The Wall Street Journal actually broke the story August 22, citing defense officials who divulged there were 12,000 US personnel in Afghanistan for the joint US and NATO counterterrorism mission and train, advise and assist mission with Afghan security forces – some 4,000 more than official counts claimed.
The WSJ report cited unnamed officials but the Pentagon publicly conceded on Wednesday that they’d been lying about troop levels for quite some time. "This way of doing business is over," Defense Department spokeswoman Dana W. White said Thursday.
Undercounting was a tactic which "supported operational security," she said – verbatim what former State Department official Matthew Hoh told Sputnik News the Pentagon would say to justify obscuring force size and composition.
The DoD chief then turned around, signed an order to funnel more US armed service members to Afghanistan, and declined to reveal how many troops were on their way to Central Asia.
"I have signed orders but it is not complete," the general explained, saying he would only be able to publicly disclose the troop surge following closed-door meetings with legislators next week.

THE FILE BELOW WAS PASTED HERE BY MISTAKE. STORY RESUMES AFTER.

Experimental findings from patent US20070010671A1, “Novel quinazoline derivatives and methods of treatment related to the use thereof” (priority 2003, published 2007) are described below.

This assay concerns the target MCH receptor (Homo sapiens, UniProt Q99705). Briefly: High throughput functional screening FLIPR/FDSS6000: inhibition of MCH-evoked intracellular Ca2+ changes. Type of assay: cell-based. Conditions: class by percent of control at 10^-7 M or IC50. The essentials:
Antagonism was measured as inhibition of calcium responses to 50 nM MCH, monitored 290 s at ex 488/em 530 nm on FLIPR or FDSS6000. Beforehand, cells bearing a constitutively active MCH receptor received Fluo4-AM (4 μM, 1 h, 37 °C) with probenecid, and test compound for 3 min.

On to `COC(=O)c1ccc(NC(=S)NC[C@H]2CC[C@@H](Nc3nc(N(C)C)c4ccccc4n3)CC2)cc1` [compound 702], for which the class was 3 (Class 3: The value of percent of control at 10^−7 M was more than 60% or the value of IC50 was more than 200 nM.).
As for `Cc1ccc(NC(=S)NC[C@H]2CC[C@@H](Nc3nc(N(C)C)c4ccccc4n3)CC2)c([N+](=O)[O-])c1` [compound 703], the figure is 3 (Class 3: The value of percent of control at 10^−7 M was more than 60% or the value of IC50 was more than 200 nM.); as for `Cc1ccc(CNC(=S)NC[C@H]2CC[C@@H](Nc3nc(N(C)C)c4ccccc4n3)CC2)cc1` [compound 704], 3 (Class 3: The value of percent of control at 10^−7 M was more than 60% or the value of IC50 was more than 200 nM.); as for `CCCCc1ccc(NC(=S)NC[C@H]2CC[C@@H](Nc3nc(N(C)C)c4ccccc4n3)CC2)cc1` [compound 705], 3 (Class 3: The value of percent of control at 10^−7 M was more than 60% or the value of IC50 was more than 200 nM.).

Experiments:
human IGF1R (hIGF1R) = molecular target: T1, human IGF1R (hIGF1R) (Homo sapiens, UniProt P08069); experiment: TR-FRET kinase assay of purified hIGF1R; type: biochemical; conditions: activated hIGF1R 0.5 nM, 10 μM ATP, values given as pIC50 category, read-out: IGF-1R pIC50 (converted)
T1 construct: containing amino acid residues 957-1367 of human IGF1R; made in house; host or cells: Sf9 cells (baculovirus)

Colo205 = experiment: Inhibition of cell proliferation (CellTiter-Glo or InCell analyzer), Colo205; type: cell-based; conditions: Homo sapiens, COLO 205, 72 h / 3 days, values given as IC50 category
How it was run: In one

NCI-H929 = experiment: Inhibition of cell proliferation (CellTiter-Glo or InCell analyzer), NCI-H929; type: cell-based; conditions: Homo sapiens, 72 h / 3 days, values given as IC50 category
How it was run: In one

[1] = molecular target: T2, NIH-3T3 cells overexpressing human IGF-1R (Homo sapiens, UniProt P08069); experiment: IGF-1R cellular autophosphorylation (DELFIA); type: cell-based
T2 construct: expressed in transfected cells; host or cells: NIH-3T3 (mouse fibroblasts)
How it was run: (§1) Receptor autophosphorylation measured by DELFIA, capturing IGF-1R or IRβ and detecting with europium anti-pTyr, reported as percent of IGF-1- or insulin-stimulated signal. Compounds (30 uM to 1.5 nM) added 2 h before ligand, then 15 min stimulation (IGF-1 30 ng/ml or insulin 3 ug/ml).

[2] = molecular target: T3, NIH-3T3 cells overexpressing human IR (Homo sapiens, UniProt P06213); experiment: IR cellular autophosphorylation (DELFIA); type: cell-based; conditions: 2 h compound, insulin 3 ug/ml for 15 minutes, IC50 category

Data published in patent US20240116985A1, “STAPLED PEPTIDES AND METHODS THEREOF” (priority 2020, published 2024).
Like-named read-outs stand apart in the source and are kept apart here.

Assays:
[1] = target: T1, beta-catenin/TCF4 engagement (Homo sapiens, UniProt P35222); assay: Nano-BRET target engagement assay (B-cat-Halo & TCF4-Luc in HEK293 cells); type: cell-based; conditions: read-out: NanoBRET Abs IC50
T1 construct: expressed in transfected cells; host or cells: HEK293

"They use this trick, which is kind of an old trick, and they are trying to pull the wool over the eyes of the people of the United States who are completely sick and fed up with decades of endless war," Loud & Clear producer Walter Smolarek said on Radio Sputnik Thursday.
It’s a pretty poorly kept secret, however: officials have leaked to a number of news services for months that 3,900 to 4,000 will likely be shipped to Afghanistan for the never-ending war.
"I don’t think it can end," United National Anti-War Coalition co-coordinator Joe Lombardo said on Loud & Clear. "I don’t think there is a winning scenario for the US military in Afghanistan."
Of course, while much of the media uproar has focused on pinpointing the exact troop level, a Military Times report from August 2016 noted that DoD contractors outnumbered troops 3:1. Relying on contractors is another tactic the US uses to conceal the full picture of its operations in the region.